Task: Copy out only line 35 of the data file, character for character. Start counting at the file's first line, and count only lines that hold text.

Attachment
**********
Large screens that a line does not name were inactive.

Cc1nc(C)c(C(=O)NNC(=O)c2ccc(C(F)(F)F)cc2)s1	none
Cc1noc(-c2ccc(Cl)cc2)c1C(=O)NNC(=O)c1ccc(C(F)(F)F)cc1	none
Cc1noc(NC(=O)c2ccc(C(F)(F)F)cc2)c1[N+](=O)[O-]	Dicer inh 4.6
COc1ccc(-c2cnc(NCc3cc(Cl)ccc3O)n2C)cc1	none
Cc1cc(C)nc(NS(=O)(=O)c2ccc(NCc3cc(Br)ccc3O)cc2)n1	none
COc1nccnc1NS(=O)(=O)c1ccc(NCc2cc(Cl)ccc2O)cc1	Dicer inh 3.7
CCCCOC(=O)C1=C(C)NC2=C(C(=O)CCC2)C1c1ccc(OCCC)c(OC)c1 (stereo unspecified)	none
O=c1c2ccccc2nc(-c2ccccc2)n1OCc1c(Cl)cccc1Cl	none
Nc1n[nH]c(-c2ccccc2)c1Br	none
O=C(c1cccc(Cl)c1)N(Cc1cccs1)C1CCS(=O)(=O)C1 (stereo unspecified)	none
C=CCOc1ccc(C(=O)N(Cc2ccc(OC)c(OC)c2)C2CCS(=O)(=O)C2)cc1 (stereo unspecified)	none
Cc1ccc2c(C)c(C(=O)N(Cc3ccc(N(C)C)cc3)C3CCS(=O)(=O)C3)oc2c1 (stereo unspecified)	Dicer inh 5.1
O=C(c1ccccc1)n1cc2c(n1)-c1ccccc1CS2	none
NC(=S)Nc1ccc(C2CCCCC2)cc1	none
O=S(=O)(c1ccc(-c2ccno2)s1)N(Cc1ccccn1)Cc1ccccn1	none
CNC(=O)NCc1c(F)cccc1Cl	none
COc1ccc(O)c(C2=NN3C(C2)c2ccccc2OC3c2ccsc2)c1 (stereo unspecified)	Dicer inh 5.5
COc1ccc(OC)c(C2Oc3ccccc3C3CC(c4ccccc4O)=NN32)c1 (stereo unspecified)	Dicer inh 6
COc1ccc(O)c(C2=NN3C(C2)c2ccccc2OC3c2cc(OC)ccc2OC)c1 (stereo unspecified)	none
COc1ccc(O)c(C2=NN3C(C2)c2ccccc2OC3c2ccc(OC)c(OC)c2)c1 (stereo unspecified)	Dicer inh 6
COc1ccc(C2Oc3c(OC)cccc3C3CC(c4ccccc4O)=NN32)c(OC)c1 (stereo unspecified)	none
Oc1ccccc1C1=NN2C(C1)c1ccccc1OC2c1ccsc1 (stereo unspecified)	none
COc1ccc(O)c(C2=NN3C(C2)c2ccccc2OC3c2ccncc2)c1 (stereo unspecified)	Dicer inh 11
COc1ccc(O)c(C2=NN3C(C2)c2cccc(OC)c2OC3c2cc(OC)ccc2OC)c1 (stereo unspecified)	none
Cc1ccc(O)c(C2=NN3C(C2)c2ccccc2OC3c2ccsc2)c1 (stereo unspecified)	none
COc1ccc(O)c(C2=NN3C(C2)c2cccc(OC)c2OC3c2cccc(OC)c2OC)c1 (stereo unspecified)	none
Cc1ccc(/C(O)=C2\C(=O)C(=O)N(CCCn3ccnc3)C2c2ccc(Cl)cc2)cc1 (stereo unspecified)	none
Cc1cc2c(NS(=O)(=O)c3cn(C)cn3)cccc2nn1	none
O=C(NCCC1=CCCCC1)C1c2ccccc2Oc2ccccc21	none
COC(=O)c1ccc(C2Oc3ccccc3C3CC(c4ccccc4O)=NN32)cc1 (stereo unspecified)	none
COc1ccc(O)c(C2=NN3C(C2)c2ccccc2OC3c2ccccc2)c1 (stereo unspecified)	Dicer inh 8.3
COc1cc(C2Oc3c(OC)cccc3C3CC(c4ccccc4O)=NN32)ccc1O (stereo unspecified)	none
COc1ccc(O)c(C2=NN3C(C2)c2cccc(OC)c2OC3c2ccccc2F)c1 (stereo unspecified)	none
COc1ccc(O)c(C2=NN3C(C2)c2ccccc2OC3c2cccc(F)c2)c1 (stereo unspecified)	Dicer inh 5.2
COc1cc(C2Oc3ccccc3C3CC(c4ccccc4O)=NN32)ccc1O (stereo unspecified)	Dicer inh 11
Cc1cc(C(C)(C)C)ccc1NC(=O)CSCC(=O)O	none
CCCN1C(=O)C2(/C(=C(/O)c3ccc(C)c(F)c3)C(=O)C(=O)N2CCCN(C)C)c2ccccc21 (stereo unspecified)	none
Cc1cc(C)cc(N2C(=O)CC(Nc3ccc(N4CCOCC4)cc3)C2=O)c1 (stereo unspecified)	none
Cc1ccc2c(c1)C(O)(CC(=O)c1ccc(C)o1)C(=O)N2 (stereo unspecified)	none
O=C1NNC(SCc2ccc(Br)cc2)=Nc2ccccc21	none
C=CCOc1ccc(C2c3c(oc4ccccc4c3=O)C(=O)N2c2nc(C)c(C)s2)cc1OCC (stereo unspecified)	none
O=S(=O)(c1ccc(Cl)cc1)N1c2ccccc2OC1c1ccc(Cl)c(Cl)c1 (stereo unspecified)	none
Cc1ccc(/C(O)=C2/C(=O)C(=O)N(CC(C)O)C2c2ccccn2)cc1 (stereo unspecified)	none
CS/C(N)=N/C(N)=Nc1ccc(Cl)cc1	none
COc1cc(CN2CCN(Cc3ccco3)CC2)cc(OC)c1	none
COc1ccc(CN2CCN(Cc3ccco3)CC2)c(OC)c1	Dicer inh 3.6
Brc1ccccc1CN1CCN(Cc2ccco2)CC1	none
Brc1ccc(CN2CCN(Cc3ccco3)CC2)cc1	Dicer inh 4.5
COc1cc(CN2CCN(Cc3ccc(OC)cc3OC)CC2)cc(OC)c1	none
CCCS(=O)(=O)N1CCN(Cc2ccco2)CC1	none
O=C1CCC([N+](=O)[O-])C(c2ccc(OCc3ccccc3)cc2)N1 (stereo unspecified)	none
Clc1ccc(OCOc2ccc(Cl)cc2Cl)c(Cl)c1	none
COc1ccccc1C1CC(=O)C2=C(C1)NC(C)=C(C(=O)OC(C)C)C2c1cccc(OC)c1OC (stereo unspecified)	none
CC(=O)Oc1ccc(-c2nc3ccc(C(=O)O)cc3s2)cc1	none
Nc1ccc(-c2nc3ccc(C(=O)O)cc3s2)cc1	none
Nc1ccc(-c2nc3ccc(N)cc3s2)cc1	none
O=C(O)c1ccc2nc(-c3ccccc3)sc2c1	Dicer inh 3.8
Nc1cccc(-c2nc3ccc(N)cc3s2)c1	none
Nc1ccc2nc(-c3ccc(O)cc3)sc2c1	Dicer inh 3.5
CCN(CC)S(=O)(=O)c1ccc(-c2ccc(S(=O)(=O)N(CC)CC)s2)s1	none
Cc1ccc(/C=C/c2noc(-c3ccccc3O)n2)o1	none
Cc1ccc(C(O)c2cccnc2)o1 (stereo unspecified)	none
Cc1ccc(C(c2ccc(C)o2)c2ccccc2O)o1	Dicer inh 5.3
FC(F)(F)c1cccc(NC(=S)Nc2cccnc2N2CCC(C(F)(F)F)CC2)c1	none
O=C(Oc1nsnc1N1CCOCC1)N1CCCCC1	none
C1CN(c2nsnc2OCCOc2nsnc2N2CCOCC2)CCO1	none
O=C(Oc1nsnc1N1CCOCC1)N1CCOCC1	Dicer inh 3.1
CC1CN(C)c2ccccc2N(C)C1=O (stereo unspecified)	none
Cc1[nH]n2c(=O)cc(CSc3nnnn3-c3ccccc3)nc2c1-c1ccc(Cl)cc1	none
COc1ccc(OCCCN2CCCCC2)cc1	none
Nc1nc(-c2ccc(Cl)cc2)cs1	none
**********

COc1ccc(O)c(C2=NN3C(C2)c2ccccc2OC3c2cccc(F)c2)c1 (stereo unspecified)	Dicer inh 5.2